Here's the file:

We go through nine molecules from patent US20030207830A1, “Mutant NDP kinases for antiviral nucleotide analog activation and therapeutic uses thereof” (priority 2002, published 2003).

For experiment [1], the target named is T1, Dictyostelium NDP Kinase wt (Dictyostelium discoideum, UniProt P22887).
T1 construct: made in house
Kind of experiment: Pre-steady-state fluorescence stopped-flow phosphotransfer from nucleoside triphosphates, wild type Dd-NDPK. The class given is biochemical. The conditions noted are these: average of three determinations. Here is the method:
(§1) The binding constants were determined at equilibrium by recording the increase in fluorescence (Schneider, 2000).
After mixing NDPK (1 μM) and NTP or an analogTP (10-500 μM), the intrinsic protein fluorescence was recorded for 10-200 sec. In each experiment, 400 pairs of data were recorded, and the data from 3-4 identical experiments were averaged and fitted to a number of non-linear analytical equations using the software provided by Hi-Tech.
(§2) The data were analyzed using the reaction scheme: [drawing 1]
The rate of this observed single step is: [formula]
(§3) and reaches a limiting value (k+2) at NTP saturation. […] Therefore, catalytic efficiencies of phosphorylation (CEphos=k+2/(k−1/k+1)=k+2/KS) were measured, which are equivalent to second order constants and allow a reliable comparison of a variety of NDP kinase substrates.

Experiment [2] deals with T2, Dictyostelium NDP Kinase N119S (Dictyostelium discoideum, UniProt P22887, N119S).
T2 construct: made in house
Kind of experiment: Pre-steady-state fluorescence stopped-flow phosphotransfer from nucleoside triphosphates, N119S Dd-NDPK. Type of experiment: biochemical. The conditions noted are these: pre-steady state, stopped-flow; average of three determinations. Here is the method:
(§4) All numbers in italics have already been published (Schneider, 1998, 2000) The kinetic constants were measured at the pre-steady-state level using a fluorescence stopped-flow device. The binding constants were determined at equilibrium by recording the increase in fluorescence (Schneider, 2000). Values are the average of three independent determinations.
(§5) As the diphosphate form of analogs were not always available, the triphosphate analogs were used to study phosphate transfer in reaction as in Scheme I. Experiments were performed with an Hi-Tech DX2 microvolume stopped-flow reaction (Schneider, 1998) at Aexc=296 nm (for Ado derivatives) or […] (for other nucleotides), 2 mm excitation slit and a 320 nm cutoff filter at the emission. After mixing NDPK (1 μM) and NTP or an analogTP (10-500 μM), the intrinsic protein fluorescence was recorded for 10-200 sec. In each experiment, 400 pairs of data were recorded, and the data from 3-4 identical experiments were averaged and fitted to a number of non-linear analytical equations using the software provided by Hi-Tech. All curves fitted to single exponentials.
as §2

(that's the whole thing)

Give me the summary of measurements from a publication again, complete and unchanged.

We go through nine molecules from patent US20030207830A1, “Mutant NDP kinases for antiviral nucleotide analog activation and therapeutic uses thereof” (priority 2002, published 2003).

For experiment [1], the target named is T1, Dictyostelium NDP Kinase wt (Dictyostelium discoideum, UniProt P22887).
T1 construct: made in house
Kind of experiment: Pre-steady-state fluorescence stopped-flow phosphotransfer from nucleoside triphosphates, wild type Dd-NDPK. The class given is biochemical. The conditions noted are these: average of three determinations. Here is the method:
(§1) The binding constants were determined at equilibrium by recording the increase in fluorescence (Schneider, 2000).
After mixing NDPK (1 μM) and NTP or an analogTP (10-500 μM), the intrinsic protein fluorescence was recorded for 10-200 sec. In each experiment, 400 pairs of data were recorded, and the data from 3-4 identical experiments were averaged and fitted to a number of non-linear analytical equations using the software provided by Hi-Tech.
(§2) The data were analyzed using the reaction scheme: [drawing 1]
The rate of this observed single step is: [formula]
(§3) and reaches a limiting value (k+2) at NTP saturation. […] Therefore, catalytic efficiencies of phosphorylation (CEphos=k+2/(k−1/k+1)=k+2/KS) were measured, which are equivalent to second order constants and allow a reliable comparison of a variety of NDP kinase substrates.

Experiment [2] deals with T2, Dictyostelium NDP Kinase N119S (Dictyostelium discoideum, UniProt P22887, N119S).
T2 construct: made in house
Kind of experiment: Pre-steady-state fluorescence stopped-flow phosphotransfer from nucleoside triphosphates, N119S Dd-NDPK. Type of experiment: biochemical. The conditions noted are these: pre-steady state, stopped-flow; average of three determinations. Here is the method:
(§4) All numbers in italics have already been published (Schneider, 1998, 2000) The kinetic constants were measured at the pre-steady-state level using a fluorescence stopped-flow device. The binding constants were determined at equilibrium by recording the increase in fluorescence (Schneider, 2000). Values are the average of three independent determinations.
(§5) As the diphosphate form of analogs were not always available, the triphosphate analogs were used to study phosphate transfer in reaction as in Scheme I. Experiments were performed with an Hi-Tech DX2 microvolume stopped-flow reaction (Schneider, 1998) at Aexc=296 nm (for Ado derivatives) or […] (for other nucleotides), 2 mm excitation slit and a 320 nm cutoff filter at the emission. After mixing NDPK (1 μM) and NTP or an analogTP (10-500 μM), the intrinsic protein fluorescence was recorded for 10-200 sec. In each experiment, 400 pairs of data were recorded, and the data from 3-4 identical experiments were averaged and fitted to a number of non-linear analytical equations using the software provided by Hi-Tech. All curves fitted to single exponentials.
as §2